Saturday 10/16/21
CANARY ISLANDS

New vent forms in the volcano on the Canary Island of La Palma

Even experts cannot say how long the volcano will remain active, it could take weeks or even months
19 September 2021, Spain, La Palma: Lava and smoke are seen following the eruption of the volcano Cumbre Vieja on the Canary island of La Palma. A volcano erupted on the Spanish island of La Palma on Sunday, with several explosions in the El Paso municipality in the south of the island forcing at least 2000 people to flee the area, according to local media. Photo: Arturo Jimenez/dpa
Lava and smoke are seen following the eruption of the volcano Cumbre Vieja on the Canary island of La Palma. Photo: Arturo Jimenez/dpa.

A new vent has formed at the volcano on the Canary island of La Palma that erupted 12 days ago.

The new lava flow runs parallel to the older ones in the south-west of La Palma and is relatively small but is affecting areas that have been spared so far, Luca D'Auria of the Spanish island's Volcanological Institute (Involcan) told journalists on Friday.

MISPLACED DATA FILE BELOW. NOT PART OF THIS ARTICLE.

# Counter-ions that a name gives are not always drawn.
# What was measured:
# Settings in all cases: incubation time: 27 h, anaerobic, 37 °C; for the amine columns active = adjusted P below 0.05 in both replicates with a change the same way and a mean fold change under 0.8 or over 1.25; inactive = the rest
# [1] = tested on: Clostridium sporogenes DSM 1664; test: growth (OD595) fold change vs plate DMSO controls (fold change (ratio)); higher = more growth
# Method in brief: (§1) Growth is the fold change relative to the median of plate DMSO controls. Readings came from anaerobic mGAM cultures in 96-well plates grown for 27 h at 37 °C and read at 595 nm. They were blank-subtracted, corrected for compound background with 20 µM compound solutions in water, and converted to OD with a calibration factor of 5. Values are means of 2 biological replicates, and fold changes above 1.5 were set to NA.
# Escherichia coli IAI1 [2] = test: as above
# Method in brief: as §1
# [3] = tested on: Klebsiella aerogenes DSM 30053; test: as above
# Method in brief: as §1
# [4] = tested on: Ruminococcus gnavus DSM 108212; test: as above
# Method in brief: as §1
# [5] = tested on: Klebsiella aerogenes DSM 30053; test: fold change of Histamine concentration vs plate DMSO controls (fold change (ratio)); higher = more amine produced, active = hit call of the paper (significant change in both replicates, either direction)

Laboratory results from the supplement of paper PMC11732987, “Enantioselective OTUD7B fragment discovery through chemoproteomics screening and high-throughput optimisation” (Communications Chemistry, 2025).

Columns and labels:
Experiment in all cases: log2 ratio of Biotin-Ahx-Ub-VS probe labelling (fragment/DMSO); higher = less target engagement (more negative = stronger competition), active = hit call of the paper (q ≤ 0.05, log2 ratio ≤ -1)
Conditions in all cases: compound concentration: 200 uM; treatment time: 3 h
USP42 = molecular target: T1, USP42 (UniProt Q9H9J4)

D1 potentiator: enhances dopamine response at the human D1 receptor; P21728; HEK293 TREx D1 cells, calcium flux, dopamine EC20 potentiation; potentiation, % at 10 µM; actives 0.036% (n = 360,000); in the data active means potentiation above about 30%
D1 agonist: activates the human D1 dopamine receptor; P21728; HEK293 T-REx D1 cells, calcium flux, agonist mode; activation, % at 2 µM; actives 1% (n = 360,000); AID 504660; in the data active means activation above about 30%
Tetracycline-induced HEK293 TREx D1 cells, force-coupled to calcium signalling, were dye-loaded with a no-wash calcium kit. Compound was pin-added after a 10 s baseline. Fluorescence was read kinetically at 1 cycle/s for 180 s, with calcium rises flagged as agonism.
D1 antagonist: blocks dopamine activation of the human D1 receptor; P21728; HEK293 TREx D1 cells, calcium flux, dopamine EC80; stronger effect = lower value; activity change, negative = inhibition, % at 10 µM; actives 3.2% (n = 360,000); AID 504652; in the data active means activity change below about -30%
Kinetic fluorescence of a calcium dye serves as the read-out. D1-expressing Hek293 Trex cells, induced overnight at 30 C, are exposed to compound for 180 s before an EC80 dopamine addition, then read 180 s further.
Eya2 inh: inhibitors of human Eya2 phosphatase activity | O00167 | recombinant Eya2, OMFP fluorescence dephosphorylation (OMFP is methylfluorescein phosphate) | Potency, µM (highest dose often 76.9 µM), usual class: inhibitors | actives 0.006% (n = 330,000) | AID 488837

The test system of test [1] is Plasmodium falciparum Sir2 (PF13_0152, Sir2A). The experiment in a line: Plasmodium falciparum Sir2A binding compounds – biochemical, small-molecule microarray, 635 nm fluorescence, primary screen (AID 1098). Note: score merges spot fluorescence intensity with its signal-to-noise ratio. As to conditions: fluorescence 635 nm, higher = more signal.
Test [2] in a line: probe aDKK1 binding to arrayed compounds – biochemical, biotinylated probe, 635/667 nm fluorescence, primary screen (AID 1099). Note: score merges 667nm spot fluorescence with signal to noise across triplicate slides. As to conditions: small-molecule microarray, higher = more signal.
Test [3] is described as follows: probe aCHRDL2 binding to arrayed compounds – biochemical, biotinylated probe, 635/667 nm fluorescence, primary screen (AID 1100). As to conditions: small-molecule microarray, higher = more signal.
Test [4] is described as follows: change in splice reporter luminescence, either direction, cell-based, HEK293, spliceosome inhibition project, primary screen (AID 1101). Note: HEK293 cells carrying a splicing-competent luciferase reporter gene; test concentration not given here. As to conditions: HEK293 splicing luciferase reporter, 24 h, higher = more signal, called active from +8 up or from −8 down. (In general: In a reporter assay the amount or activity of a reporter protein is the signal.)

Manuel Nogales of the Spanish research institute CSIC spoke of "bad news," but stressed: "There is no reason for alarm."

Meanwhile, according to the latest official information, more than 700 hectares in the affected area around the Cumbre Vieja mountain range in the south of the island have already been covered with a black, metre-thick layer of lava heated to around 1,000 degrees Celsius, the state television station RTVE reported.

This area is equivalent to about 1,000 football fields. More than 1,000 buildings were completely destroyed, it said. About 6,000 inhabitants of smaller villages were evacuated from their homes.

La Palma, which is less known to tourists than other Canary Islands such as Tenerife, Gran Canaria, Fuerteventura or Lanzarote, was declared a disaster area on Tuesday.

Damages

According to estimates by the regional government, the damage already amounts to several hundred million euros.

The most severely affected sector is banana cultivation, which is immensely important for the island, from which about half of the approximately 85,000 inhabitants directly or indirectly make their living and which was already in crisis before the volcanic eruption.

In its first eruption since 1971, the unnamed volcano has been ejecting large quantities of rock fragments, lava, smoke and ash almost non-stop since September 19.

Even experts cannot say how long it will remain active. It could take weeks or even months.

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